• Amaze your friends with this very unique use of vodka

    Well, it’s here. Equal days and equal nights just cruised into town.

    Fall marks that slow march into more dark than light, for our non-summer pleasure. October does have its good points. As the chlorophyll levels drop in the leaves, their true colors pop. Bight gold next to crimson red sure makes for a beautiful sight. We also don’t have to mow as much, thought this drought helped us with that one.

  • Now’s a perfect time to have soil analyzed

    Fall is a great time to take soil samples for fertility analyses.

    Doing it now can allow you plenty of time to follow fertility recommendations before planting season, and that could end up saving you time and money.

    When you receive the soil test results, look at the recommendations for lime and pH, a measure of soil acidity that affects plants’ uptake of all nutrients. If the soil pH is too low, it decreases the uptake of essential nutrients, and elements like aluminum and manganese can become toxic to growing plant roots.

  • Adopted pet becomes member of family

    By Jane Sinnett

    Guest Columnist

    It has almost been a year and I think of how our lives have changed since Kena came into our lives.

    I still remember the day we beat a path to the Anderson Humane Society that Saturday afternoon. Nothing like waiting to the last minute, huh?

  • Timely information as General Election nears

    By Jason Denny

    Anderson County Clerk

    As we near the Nov. 3 General Election, I thought it would be a good time to remind everyone of important dates and times.

    We have had several inquiries regarding registering to vote, making a party change and other election related questions.

    Currently: Mail-in ballots are being sent out daily. Call our office to request an application.

    Oct. 3: Inspection of voting equipment at 8:30 a.m. at the clerk’s office.

  • Don’t let loved ones fall victim to fraud

    Anyone with money can be a victim of fraud. Children are not exempt from fraud and neither are senior adults.  Everyone in between can also be subject to fraudulent financial transactions and identity theft.

    Sometimes family members are the culprits.

    Look for these signs. If you have power of attorney for someone, you should be especially vigilant about these concerns.

    You or your loved one thinks money or property is missing.

  • Hoping that it’s a long, warm fall

    Sunrise is a little later. Sunset comes a little earlier. The location of the sun is changing to that blinding windshield angle. It’s official. Fall has arrived. I think I can hear some cheers going up.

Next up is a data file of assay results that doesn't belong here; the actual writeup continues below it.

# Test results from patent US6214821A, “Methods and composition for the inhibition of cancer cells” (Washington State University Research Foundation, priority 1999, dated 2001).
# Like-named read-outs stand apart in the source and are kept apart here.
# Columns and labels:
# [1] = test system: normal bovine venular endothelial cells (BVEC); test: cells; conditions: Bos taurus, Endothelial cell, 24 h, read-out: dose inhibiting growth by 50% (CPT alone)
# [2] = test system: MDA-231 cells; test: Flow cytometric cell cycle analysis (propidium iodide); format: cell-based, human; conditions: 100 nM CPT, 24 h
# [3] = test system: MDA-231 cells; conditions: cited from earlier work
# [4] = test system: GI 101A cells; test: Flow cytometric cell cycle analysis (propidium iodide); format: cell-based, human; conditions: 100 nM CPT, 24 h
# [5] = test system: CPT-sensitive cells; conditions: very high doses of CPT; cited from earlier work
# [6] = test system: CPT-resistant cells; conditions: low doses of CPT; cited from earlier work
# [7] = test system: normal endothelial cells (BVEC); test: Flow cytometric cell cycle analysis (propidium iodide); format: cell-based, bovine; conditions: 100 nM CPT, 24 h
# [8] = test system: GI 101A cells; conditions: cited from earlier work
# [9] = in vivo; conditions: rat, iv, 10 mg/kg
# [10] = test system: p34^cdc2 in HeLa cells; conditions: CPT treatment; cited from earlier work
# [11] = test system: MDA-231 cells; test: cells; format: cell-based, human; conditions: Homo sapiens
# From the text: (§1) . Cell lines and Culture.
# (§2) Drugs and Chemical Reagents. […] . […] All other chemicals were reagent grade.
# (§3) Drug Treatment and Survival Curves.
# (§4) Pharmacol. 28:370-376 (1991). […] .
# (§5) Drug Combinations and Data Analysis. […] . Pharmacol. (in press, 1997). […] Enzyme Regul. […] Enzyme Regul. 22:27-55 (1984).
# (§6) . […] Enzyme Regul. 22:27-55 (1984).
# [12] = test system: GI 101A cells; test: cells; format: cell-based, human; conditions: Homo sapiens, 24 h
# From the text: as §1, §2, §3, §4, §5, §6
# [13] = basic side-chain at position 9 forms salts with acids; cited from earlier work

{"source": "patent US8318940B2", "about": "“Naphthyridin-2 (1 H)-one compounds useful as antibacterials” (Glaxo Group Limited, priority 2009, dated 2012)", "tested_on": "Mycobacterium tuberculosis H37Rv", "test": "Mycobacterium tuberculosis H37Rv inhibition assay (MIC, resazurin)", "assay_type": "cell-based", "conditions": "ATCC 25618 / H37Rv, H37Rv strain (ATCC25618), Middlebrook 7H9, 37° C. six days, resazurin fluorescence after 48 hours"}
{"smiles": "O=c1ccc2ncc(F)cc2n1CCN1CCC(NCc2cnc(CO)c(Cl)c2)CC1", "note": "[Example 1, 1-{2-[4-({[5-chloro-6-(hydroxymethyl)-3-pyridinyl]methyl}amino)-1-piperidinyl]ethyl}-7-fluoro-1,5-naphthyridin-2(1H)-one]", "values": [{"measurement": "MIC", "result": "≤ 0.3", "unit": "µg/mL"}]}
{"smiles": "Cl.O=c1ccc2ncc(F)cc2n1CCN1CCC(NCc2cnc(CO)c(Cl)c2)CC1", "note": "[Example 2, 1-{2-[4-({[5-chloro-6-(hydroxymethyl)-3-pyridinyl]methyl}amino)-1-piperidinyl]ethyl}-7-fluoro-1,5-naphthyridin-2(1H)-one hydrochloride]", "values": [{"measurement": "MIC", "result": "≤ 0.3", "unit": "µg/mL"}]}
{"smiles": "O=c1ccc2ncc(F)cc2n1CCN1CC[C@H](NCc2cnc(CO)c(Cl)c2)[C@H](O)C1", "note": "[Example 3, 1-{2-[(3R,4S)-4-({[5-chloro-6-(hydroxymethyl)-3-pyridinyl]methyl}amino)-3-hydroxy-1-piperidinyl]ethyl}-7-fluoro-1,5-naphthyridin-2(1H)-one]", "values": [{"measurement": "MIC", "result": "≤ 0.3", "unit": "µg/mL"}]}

Fall is Mother Nature’s way of letting us down easy. The emerald green is fading away as fast as the leaves are falling. Morning temps have reached jacket weather. Long sleeves, short sleeves and back again to long in one day. It’s like being backstage at a Monty Python play.

  • It’s not too late to bring some green into your home

    Welcome to Kentucky’s roller coaster weather.

    Days upon days of almost 100-degree weather, with no rain, followed by highs of barely 70 and rain storms.

    Yep, it’s September.

    The birds are feeding off the flower seed heads faster than bread and milk sales when the weatherman says snow.

    I’d copy them. I’ve already seen flocks of geese heading south.

  • Avoid leftovers by learning to cook small

    I don’t like leftovers. I prefer food that is freshly prepared, not something that has been in the refrigerator for two or three days or in the freezer.

    Small batch cooking doesn’t have to be challenging. On Sept. 24 I will be teaching a free class on cooking for one or two people. Maybe it doesn’t sound new to you.

    It’s really an old idea that has been revisited with the idea of small batch baking and preparing one serving meals in mugs. These meals go together quick and cook even faster in the microwave.

  • Plenty to do before the white stuff flies

    Fall is almost as busy as spring and summer. It’s a bittersweet time when I close the veggie stand each year. I will miss seeing everyone and always wonder what changes will come over the winter.

    It’s hard to believe that I’ve been offering up homegrown veggies in Anderson County for 19 summers now. That’s a lot of Saturdays.

  • Apple harvest means time to reveal rotten truth about bitter rot

    The season for apple harvest has arrived, bringing with it the possibility of late season fruit rots (summer rots). While fruit rots have a variety of causes, the most common fungal fruit rot of apple in Kentucky is bitter rot. This disease results in rotten, inedible fruit. Fungicides are available for management; however, sanitation is critical for disease prevention. Ongoing research at the University of Kentucky is providing new insights and understanding of the pathogens that cause bitter rot.

    Bitter rot facts